Anatomy of a crowdfund: after the dust settled

December 05, 2012

Last Monday, November 26th, I and my team successfully concluded our 52-day grassroots campaign to raise $25,000 for a Small Science project in the area of drug and addiction research. As far as I’m aware, we set a new world record for a basic research project in the science crowdfunding space, and it was all thanks to 385 micro-philanthropists from around the world – not to mention a whole lotta hustlin’ on our part.

 

As we transition from campaign mode (Crowdsourcing Discovery) to research mode (Crowd4Discovery) in the weeks ahead, I want to take stock of exactly how far we’ve come in the form of a retrospective study. As I recently tweeted, the first scholarly publication to result from Crowd4Discovery will be an analysis of crowdfunding metrics. Basically, all of my weekly campaign dispatches will be condensed into a single citable document.

 

This exercise achieves two aims. First, I want to create an official “how-to” guide that demystifies the crowdfunding process for aspiring crowdfunders in the sciences and other creative endeavors.  Second, I want to preview the open process by which we will assemble future scholarly publications borne out of the actual research our team will conduct in the next few months.

 

Let’s start by taking a look at the distribution of donors across the eight donation levels spanning $10 to $1,000:

 

 

In percentage terms, over half of our donors contributed at the $25 level. Why was this our most popular donation? Well, we offered a pretty nifty tangible reward: a 3D printed methamphetamine model. But it also turns out that the median donation for many successful campaigns is $25, according to stats disseminated by crowdfunding site blogs.

 

However, small-dollar donors are only one part of a winning albeit lopsided coalition:

 

 

For example, $5-$49 donors (in blue) constitute 63% of all donors but they fund only 21% of our $25,000 goal. On the other hand, $200-$1,000 (in yellow) donors make up only 7% of all donors but contribute 35% of all donations in dollar terms.

 

So what did a typical day look like? As shown in this histogram, on most days we had fewer than 5 donors:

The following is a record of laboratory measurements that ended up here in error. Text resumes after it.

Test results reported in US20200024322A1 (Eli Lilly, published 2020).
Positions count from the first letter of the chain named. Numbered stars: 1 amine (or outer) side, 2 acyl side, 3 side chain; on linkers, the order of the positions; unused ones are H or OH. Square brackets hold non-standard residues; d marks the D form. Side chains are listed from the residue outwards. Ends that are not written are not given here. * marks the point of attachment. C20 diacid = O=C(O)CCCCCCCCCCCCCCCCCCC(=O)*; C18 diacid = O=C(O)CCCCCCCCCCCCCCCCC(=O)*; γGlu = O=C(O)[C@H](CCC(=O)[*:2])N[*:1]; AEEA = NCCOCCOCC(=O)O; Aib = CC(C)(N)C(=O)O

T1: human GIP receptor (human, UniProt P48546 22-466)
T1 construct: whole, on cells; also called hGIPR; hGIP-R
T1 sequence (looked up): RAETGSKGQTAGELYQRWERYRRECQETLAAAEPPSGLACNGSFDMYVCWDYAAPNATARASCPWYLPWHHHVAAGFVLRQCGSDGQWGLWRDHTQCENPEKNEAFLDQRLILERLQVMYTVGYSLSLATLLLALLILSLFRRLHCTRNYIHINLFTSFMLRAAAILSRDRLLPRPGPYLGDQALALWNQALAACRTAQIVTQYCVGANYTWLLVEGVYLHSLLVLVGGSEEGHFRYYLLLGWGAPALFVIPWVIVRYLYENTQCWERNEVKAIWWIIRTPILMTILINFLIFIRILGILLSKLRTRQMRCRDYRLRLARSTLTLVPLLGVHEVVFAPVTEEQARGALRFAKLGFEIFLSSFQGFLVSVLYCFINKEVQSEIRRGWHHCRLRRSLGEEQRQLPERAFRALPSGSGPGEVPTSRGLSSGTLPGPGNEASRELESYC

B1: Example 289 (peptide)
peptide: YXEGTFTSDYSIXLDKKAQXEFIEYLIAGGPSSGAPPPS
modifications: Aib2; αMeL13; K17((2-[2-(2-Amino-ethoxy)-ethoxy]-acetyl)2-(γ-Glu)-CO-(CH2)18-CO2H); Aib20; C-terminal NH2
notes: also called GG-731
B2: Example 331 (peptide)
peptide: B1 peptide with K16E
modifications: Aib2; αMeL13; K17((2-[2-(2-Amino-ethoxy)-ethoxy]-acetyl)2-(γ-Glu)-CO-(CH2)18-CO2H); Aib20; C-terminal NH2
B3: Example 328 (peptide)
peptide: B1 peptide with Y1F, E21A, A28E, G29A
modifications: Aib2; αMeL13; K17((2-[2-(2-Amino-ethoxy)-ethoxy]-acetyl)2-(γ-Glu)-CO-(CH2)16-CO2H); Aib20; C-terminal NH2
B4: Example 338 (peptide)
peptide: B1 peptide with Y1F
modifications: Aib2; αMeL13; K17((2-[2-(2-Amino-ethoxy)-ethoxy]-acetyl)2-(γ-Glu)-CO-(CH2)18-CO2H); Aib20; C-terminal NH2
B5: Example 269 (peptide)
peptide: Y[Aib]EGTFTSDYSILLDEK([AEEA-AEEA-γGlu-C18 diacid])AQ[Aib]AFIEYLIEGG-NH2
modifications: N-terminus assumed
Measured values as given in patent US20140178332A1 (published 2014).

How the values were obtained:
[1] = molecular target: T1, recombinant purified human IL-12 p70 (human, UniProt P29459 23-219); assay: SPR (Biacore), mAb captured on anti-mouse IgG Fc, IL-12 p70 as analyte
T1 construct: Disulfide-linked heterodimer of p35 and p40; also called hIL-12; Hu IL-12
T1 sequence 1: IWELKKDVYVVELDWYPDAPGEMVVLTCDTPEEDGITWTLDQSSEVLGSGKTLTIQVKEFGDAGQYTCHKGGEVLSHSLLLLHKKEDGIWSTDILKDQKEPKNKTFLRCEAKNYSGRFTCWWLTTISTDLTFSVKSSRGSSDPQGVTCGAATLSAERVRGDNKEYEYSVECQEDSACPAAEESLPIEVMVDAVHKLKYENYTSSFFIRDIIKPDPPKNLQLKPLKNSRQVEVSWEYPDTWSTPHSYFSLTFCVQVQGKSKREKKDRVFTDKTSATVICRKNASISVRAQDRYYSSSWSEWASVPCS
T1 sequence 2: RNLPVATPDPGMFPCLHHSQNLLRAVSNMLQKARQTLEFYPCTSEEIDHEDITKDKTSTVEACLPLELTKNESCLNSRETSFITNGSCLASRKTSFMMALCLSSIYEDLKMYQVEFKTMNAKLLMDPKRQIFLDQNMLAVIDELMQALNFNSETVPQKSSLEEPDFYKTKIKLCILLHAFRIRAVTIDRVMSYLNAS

Along the bottom axis is the number of donors in a day. So according to this histogram we had five 1-donor days; ten 2-donor days; eight 3-donor days; and so on. There were only a dozen days when we had anywhere near double-digit donor “turnout.” And the outlier all the way to the right is the last day of our campaign.

 

To get a better appreciation for the really active days, take a look at these plots, where each orange circle is a day in the life of our campaign:

 

 

Again, the outlier is the last day of our campaign, which was unlike any day preceding it. Excluding the final 48 hours, the average daily haul was $367. Including every day boosts that average to $482, just above the magic number $481, which is what you get when you divide our campaign goal by the length of our campaign.

 

Digging a little deeper into the demographics of our donors, it turns out that 70% of our supporters are men, at least 25% are scientists, and roughly half are strangers or 2+ degrees removed. But can we say anything more specific about the composition of our donor pool?

 

In the aforementioned weekly campaign dispatches, I’ve been visualizing my Facebook network as a graph, with friends represented as nodes (circles) and friendships represented as edges (lines). The size of each circle is proportional to its connectedness, or degree, in the network. Let’s look at the distribution of donors (in yellow) across my Facebook network: